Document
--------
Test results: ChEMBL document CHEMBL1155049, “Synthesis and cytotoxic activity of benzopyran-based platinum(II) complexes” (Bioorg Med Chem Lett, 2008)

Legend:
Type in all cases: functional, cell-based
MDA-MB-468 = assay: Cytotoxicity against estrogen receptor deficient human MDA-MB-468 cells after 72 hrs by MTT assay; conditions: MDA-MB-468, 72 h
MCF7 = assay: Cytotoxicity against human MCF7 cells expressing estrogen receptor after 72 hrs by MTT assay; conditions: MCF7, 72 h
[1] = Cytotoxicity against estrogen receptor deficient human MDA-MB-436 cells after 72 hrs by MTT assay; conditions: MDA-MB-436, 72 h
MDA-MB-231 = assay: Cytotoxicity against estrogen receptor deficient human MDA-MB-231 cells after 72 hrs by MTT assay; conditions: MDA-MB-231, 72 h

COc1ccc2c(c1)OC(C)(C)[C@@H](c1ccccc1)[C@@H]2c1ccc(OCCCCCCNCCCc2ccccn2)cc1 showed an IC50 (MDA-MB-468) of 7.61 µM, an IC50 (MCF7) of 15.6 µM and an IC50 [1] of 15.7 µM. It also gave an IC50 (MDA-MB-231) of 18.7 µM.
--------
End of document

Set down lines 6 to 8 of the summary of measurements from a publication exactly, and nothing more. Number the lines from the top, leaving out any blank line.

[1] = Cytotoxicity against estrogen receptor deficient human MDA-MB-436 cells after 72 hrs by MTT assay; conditions: MDA-MB-436, 72 h
MDA-MB-231 = assay: Cytotoxicity against estrogen receptor deficient human MDA-MB-231 cells after 72 hrs by MTT assay; conditions: MDA-MB-231, 72 h

COc1ccc2c(c1)OC(C)(C)[C@@H](c1ccccc1)[C@@H]2c1ccc(OCCCCCCNCCCc2ccccn2)cc1 showed an IC50 (MDA-MB-468) of 7.61 µM, an IC50 (MCF7) of 15.6 µM and an IC50 [1] of 15.7 µM. It also gave an IC50 (MDA-MB-231) of 18.7 µM.